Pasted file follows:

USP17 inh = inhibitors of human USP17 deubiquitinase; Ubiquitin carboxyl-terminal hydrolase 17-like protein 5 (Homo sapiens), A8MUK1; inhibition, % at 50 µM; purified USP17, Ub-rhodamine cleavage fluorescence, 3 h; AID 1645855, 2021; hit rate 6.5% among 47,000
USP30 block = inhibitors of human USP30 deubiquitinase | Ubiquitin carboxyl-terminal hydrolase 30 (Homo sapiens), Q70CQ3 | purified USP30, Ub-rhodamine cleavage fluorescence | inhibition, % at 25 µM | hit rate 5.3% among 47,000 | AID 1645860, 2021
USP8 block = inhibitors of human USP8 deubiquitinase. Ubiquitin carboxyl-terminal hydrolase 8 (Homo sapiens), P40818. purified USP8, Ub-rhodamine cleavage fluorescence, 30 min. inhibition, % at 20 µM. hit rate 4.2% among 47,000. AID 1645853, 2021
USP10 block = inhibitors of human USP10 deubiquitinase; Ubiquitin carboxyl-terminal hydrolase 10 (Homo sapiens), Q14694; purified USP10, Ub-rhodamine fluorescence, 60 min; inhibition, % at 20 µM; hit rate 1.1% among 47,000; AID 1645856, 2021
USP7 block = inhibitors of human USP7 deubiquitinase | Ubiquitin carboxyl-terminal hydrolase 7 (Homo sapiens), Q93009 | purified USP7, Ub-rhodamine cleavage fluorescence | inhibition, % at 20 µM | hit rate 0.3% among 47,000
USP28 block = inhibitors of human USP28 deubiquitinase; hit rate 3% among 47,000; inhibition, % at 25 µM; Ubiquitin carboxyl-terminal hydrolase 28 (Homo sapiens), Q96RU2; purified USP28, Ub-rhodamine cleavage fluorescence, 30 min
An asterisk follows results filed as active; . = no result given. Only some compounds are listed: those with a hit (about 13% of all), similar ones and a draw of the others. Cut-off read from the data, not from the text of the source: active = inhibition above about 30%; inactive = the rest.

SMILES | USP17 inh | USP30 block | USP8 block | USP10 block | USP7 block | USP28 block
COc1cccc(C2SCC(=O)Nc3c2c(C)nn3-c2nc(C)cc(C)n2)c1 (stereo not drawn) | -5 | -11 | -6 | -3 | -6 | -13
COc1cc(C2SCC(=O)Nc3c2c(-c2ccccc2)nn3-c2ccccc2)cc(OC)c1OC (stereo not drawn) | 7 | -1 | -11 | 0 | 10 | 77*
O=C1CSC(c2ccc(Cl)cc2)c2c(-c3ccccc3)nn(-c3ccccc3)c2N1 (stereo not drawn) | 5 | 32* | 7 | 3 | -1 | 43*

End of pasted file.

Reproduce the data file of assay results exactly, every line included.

USP17 inh = inhibitors of human USP17 deubiquitinase; Ubiquitin carboxyl-terminal hydrolase 17-like protein 5 (Homo sapiens), A8MUK1; inhibition, % at 50 µM; purified USP17, Ub-rhodamine cleavage fluorescence, 3 h; AID 1645855, 2021; hit rate 6.5% among 47,000
USP30 block = inhibitors of human USP30 deubiquitinase | Ubiquitin carboxyl-terminal hydrolase 30 (Homo sapiens), Q70CQ3 | purified USP30, Ub-rhodamine cleavage fluorescence | inhibition, % at 25 µM | hit rate 5.3% among 47,000 | AID 1645860, 2021
USP8 block = inhibitors of human USP8 deubiquitinase. Ubiquitin carboxyl-terminal hydrolase 8 (Homo sapiens), P40818. purified USP8, Ub-rhodamine cleavage fluorescence, 30 min. inhibition, % at 20 µM. hit rate 4.2% among 47,000. AID 1645853, 2021
USP10 block = inhibitors of human USP10 deubiquitinase; Ubiquitin carboxyl-terminal hydrolase 10 (Homo sapiens), Q14694; purified USP10, Ub-rhodamine fluorescence, 60 min; inhibition, % at 20 µM; hit rate 1.1% among 47,000; AID 1645856, 2021
USP7 block = inhibitors of human USP7 deubiquitinase | Ubiquitin carboxyl-terminal hydrolase 7 (Homo sapiens), Q93009 | purified USP7, Ub-rhodamine cleavage fluorescence | inhibition, % at 20 µM | hit rate 0.3% among 47,000
USP28 block = inhibitors of human USP28 deubiquitinase; hit rate 3% among 47,000; inhibition, % at 25 µM; Ubiquitin carboxyl-terminal hydrolase 28 (Homo sapiens), Q96RU2; purified USP28, Ub-rhodamine cleavage fluorescence, 30 min
An asterisk follows results filed as active; . = no result given. Only some compounds are listed: those with a hit (about 13% of all), similar ones and a draw of the others. Cut-off read from the data, not from the text of the source: active = inhibition above about 30%; inactive = the rest.

SMILES | USP17 inh | USP30 block | USP8 block | USP10 block | USP7 block | USP28 block
COc1cccc(C2SCC(=O)Nc3c2c(C)nn3-c2nc(C)cc(C)n2)c1 (stereo not drawn) | -5 | -11 | -6 | -3 | -6 | -13
COc1cc(C2SCC(=O)Nc3c2c(-c2ccccc2)nn3-c2ccccc2)cc(OC)c1OC (stereo not drawn) | 7 | -1 | -11 | 0 | 10 | 77*
O=C1CSC(c2ccc(Cl)cc2)c2c(-c3ccccc3)nn(-c3ccccc3)c2N1 (stereo not drawn) | 5 | 32* | 7 | 3 | -1 | 43*